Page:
Tuesday, November 13, 2007

Best Band Ever**

(**if i had to think of a Best Band Ever* for today it would probably have had to be Mandy Moore since I have listened to her Umbrella about 60 times since Sunday and have started singing it in my sleep. That of course led to a tempestuous "rest" and so I don't really have the energy or the time to try to fake something this more. SO here's a BBE* classic from maybe in September- and like last time all links will be put together and mad activate at the end.)

*according to me, at this moment, subject to change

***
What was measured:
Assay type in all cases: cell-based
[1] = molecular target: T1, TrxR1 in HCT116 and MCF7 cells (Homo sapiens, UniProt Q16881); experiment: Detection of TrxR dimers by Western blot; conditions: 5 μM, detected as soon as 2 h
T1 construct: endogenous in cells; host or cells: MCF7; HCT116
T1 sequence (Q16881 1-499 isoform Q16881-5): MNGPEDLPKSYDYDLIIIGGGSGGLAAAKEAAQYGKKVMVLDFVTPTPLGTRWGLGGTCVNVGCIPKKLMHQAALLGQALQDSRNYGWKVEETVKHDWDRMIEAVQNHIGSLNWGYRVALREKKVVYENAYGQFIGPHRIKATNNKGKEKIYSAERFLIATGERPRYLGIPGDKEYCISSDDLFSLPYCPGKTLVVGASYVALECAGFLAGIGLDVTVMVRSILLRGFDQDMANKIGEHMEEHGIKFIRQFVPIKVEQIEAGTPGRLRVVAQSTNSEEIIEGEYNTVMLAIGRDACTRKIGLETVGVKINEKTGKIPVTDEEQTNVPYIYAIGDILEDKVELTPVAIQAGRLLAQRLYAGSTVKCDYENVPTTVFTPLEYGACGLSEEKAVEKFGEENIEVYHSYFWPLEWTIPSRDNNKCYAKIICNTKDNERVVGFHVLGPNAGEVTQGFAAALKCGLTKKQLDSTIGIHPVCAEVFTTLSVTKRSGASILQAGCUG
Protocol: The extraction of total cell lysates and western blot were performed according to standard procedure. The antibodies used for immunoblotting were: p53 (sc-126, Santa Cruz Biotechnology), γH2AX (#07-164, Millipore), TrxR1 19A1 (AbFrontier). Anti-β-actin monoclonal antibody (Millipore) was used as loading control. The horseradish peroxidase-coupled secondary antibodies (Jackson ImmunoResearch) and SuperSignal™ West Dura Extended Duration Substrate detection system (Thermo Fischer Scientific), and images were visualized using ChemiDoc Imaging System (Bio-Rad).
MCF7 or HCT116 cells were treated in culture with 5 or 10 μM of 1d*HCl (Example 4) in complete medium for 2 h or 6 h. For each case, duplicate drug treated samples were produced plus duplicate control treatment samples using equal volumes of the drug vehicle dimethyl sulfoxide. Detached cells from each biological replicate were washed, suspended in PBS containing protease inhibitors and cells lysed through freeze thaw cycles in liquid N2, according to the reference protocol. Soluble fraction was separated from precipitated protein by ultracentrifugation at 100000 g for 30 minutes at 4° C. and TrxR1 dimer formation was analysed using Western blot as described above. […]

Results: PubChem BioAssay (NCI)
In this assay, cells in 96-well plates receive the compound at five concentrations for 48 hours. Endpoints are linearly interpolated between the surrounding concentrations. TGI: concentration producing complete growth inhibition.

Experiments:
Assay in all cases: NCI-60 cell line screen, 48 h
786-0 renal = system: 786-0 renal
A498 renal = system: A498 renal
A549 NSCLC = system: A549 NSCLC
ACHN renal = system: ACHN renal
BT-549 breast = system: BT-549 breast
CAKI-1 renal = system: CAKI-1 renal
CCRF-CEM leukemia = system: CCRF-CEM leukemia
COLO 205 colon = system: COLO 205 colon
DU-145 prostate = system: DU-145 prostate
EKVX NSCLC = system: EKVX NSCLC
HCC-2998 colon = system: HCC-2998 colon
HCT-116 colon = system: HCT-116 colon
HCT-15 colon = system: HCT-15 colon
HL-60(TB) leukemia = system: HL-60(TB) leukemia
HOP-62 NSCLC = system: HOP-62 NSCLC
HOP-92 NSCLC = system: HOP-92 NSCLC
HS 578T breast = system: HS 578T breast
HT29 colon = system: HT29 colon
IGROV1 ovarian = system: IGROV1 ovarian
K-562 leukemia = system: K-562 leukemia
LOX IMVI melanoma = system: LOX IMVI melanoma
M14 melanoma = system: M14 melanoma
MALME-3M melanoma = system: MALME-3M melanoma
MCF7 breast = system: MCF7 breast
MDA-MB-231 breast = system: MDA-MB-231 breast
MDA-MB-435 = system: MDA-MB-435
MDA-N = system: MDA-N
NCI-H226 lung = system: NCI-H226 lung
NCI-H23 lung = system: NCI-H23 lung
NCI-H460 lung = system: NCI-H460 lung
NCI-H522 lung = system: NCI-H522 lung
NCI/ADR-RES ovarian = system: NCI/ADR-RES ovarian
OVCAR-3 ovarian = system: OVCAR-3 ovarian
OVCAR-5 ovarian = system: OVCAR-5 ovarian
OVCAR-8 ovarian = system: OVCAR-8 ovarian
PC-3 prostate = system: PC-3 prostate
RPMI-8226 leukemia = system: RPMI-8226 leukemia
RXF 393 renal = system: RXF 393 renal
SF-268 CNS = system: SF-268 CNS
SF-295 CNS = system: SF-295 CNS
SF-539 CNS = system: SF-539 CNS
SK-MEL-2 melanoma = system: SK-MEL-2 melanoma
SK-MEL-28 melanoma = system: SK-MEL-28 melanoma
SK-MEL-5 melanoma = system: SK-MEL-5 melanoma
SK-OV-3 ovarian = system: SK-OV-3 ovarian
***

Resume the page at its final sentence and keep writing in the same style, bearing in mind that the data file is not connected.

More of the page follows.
It was so fucking hot this weekend I feel it zapped all my creativity, just like it did all of my energy leading me to plop myself uncomfortably on couches trying to position numerous fans on myself and making me way too tired to move. So last night when I realized I "had" to do this again in the morning I got a little freaked out trying to think of someone for Best Band Ever* and feeling a little bit of pressure now that I've obsessively been looking at google analytics (more on that later, at some point, if I remember) to actually make it, y'know, good. Then I really didn't want to do this because usually to start a week I can ease in with Monday Morning Cuteness then Things to do and so I really don't have to think before noon. Not so on Tuesdays. And so of course nothing came then and this morning I couldn't sleep and woke up early feeling that I had been afflicted with writer's block, though what I'm doing here can't be really called writing so I guess it was more of a blogger block. But fuck it. In the words of the former description of this site "i'm just dancing like no ones' watching." Anywhoo I think I had originally wanted to do something different toady and "spotlight" (in the glare of a 50 watt bulb) a transgendered folk singer called Namoli Brennet who has some really great songs and of course I feel an affinity for, but it didn't feel right at the time so I shifted my focus to another singer/songwriter of whom I first learned because of a transgendered theme song (to my ears) and so for the reasons I may fail to fully explain below, Dar Williams is the Best Band Ever*.